Tactual Poïesis: Material Translation In Contemporary Women's Poetry

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Critical studies of literature and the arts have long emphasized visual comparisons between the two-dimensional spaces of the page and the canvas, often to the exclusion of other senses, dimensions, and media. Tactual Poïesis develops an expanded vocabulary for how to read literature and the arts through attention to tactile, multi-dimensional innovations in the poetry of Susan Howe, Cecilia Vicuña, and Theresa Hak Kyung Cha. As contemporary poets continue to broaden the material, tactile dimensions of their writing, an equal expansion in critical discourse becomes necessary. For Howe, Vicuña, and Cha, ordinary textual conditions no longer satisfy-the poem must be seen, heard, and felt. At the heart of each poet s formal innovation is the potential for tactual poïesis: a rewriting of history and a reordering of the contemporary world through poetic and readerly processes that are, literally, hands-on. I argue that it is precisely a poem s tactility that makes its text, and the histories contained therein, actual, present, and physical-and therefore, subject to manipulation by both poet and reader. The histories these poets revise are numerous and far-ranging: from personal, familial narratives in Howe s The Midnight and Cha s Dictee, to cultural and national memories in Dictee and Vicuña s cloud-net, to linguistic and literary conventions in all three works together. My first chapter examines Howe s textual and visual collage in The Midnight as an elegiac performance, whereby the poet transforms the book into a costumed extension of her own body. This transformation animates the text from within and activates an intermediate space between the living and the dead. My second chapter argues that Vicuña s cloud-net relies on bodily contact between poet, reader, and text to open the "trans": a transitive space between the present and an earlier time prior to globalization, global warming, and species loss. From the "trans," the poet attempts to reclaim the forces of universal genesis and heal the destruction wrought since then. My third chapter argues that Cha s Dictee imagines the possibility of the material, tactile word as a means of concretizing history and exchanging the seeds of anti-colonial resistance from one body to another.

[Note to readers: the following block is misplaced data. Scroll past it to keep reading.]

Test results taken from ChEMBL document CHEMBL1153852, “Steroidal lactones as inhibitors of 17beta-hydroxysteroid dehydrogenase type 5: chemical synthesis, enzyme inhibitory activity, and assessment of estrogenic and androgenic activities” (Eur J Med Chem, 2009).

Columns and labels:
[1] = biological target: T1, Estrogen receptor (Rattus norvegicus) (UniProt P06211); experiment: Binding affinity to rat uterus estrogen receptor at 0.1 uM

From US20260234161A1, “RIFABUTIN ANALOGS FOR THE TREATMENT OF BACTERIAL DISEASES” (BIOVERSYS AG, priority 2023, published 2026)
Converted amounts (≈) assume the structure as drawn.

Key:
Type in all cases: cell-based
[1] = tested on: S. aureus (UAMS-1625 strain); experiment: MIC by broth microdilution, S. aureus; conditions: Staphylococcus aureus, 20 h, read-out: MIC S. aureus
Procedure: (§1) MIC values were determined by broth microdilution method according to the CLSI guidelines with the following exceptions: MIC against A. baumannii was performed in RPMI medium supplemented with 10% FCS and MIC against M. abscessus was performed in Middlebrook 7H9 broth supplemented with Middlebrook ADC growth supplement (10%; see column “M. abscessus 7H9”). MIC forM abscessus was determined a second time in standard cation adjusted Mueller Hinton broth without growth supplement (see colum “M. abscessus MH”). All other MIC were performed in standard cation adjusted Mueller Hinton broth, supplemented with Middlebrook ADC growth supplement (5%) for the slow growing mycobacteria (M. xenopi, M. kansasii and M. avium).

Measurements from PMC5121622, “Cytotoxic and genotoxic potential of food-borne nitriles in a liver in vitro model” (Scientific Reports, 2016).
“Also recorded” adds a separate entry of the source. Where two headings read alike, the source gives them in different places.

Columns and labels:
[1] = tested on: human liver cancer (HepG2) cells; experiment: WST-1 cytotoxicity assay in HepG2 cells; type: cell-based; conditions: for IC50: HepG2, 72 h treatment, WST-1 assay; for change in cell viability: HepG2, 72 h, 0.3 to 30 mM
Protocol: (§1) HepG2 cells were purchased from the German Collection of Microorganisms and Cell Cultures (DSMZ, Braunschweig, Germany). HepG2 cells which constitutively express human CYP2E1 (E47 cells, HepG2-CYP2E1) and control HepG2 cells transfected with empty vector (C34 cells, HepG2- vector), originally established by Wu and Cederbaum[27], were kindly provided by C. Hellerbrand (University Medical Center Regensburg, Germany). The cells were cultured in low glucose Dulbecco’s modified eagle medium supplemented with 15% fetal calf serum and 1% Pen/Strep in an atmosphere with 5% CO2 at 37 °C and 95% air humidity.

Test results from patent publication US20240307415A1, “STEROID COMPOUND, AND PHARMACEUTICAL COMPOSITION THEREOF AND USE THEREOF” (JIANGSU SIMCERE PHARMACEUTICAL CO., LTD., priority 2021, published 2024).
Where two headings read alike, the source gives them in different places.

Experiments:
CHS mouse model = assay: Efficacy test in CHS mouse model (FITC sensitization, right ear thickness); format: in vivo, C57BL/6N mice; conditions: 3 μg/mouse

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poetry; visual art; touch


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Gilbert, Roger Stephen

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Samuels, Shirley R
Kalas, Rayna M

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English Language and Literature

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Ph. D., English Language and Literature

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Doctor of Philosophy

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dissertation or thesis

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